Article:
Today: iPhone apps = tricorder; Mad Men

There would be a Diner available in the iTunes department, but the .mac switchover to the unfortunately named MobileMe service has been unimpressive and spastic; can’t upload. An MP3 version will be available at the bottom of the page. I can imagine that Jobs is stalking the corridors of Apple HQ right now pulling off heads and putting them into trash bags until he has half the team responsible for making the thing work; then all he has to do is show the bag to the other half of the team, and they will remove their heads voluntarily. Yes sir. Sorry sir. DON’T RIP IT OFF! TWIST IF OFF! FOR GOD’S SAKE DO I HAVE TO DO EVERYTHIGN? Yes sir. Sorry sir. Counterclockwise okay with you?

On the positive side: the iPhone upgrades are pretty sweet, and the new apps make the iPhone more like the Star Trek tricorder, without the ability to detect life 40 kilometers that way, Captain, or detect subspace variances. On the other hand, the tricorder didn’t seem able to offer a guitar tuner. You may ask: why do you want your phone to tune your guitar? Wrong question. Once your phone does things like offer visual feedback for pitch control and pipe in internet radio and offer games and the rest, it’s not a phone anymore. It’s a Swiss-Army-Knife gizmo. It may be called a phone, but as I use the device it has no specific identity-defining function, anymore than the computer is a word-processor that happens to do movies. Tomorrow I shoot a video at the Apple Store at the Mall of America about the new iPhone; should be fun.

Finally started watching “Mad Men” last night. I like it. I knew nothing about it except that it was well-reviewed, and everyone smoked unapologetically. Also, they drank. I knew it was about advertising and 1959, and when you combine all those elements, I knew I would have to watch it. The first episode – and I’ll spoil nothing here, don’t worry – was as good as expected, but I wonder if I had the expected, anticipated reaction. When I hear the main character explaining the virtues of advertising, what it does for people, how it reassures them, I thought: well, yes! And good for it! Perhaps I’m supposed to rear back in horror, since we’re all conditioned to believe that advertising is, well, conditioning to believe. Do not trust advertising! Unless it’s for “Mad Men,” of course. I love advertising, as you may have noticed, and I don’t care if it’s fibbery and gossamer promises and eeeevilly calibrated attempts to get me to buy floor wax. Good advertising is art. Advertising sells hope and happiness and optimism, and there’s nothing wrong with that. If you can’t see through the artifice and realize it’s a fictional construct, I’m sorry for you and hope you get better.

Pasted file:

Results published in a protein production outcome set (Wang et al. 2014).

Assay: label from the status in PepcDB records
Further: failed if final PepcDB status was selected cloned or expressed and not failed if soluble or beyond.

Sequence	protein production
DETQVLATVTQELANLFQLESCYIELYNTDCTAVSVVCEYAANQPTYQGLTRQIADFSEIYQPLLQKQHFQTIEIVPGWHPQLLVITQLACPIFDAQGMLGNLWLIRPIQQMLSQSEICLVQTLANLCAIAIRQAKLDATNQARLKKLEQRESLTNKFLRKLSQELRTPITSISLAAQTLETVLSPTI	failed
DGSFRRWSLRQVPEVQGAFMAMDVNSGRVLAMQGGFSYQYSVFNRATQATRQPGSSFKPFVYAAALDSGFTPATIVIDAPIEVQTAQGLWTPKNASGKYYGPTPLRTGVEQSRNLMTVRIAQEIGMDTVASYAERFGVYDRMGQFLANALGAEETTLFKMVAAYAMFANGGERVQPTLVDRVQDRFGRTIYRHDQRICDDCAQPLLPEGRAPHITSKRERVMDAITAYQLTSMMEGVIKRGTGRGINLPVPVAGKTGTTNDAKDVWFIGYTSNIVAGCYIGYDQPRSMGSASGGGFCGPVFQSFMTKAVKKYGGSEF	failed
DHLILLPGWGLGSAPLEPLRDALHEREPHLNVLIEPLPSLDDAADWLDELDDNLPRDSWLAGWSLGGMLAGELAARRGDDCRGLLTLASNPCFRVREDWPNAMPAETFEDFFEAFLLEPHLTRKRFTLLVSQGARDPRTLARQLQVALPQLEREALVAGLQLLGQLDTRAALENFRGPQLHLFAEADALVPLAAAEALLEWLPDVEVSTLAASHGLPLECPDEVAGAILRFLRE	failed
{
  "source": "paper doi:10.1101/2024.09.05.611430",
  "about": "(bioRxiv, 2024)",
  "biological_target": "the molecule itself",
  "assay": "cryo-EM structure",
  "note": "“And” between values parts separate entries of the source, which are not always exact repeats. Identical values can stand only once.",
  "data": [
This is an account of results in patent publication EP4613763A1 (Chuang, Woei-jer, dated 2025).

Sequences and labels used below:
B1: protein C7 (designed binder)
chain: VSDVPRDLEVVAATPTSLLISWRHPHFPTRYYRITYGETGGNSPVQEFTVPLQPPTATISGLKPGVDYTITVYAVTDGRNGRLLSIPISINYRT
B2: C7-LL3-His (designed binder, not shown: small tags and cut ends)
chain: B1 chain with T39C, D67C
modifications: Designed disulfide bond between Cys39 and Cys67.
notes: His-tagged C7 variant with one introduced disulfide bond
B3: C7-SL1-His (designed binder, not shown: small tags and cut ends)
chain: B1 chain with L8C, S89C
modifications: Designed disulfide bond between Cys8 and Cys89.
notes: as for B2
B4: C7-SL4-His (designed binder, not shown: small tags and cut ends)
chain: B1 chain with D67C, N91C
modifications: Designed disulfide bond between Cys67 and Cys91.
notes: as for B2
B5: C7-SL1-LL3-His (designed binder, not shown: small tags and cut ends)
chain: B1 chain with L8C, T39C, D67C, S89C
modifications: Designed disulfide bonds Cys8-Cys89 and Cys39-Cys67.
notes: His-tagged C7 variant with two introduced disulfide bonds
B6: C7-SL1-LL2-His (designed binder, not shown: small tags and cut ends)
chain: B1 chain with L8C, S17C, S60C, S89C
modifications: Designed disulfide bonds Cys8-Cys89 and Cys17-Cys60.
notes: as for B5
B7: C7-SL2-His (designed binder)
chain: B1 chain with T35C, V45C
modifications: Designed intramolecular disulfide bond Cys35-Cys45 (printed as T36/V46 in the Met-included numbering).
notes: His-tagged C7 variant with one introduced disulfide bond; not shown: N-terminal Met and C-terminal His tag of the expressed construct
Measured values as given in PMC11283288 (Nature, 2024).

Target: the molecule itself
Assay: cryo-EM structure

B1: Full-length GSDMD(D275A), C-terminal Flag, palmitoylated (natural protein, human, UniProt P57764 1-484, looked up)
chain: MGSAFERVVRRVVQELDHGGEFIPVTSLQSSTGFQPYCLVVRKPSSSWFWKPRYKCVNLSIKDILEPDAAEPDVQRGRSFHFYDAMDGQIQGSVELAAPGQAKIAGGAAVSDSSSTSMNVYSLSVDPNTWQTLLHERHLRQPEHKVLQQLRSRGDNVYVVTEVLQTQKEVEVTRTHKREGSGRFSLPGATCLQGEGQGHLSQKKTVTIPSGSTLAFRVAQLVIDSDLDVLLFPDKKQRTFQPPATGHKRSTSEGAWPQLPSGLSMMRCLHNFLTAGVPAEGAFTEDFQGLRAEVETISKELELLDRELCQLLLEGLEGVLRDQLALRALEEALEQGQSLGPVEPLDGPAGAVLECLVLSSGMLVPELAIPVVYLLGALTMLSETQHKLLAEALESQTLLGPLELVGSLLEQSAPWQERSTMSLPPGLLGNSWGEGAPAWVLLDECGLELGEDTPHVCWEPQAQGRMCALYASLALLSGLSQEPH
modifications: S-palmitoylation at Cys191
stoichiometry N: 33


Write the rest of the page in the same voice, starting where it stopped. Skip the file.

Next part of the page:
The first episode concerned an ad campaign for cigarettes, and seemed to be written in a more heavy-handed style than it was actually played. It was, however, factually inaccurate. The Lucky Strikes slogan “It’s Toasted” was not coined in 1959. Here’s an ad from 1931 or so:

A larger version of the entire ad is here. A close-up not shown in the picture above: Smokers in Pleasantville.

And what’s that name at the bottom? You may be familiar with another one of his works.

As long as we're doing cigarette art - a rich and satisfying genre, now regarded like the sacred paintings of a discredited religion - here are a few examples I've been saving for the Institute's Ad Archive. First up, the Floating Torso of Militaristic Satisfaction:

This next one was difficult to fix; the magazine was overcome with the ravages of mold.

America's Busiest cigarette! I smoked a few once, and it was like inhaling the smoke of a California forest fire all at once. I have no idea how people smoked those things, let alone all day, let alone in King-size versions; you'd bark up a quart of lung-sauce after two or three, and after a carton your lungs would be paced with Formica.

Google map image of the day: planned community, or mothership landing site? Not that they're mutually exclusive. There's something very cool & 1969 about the design, and something very 1977 about the fact that it was never finished.

Somehow I doubt they expected the center of the planned community of the future to look like this when it was done:


Thursday was a wearisome day - one column, putting a 4000 word piece to bed,, and after this another column and the morning note. Thursdays are brutal. But! The weekend awaits, and if you care to dip into it, there's a Diner here. I rattled it off this afternoon between obligations. Thirty minutes of palaver and music. Thanks for coming by this week - see you at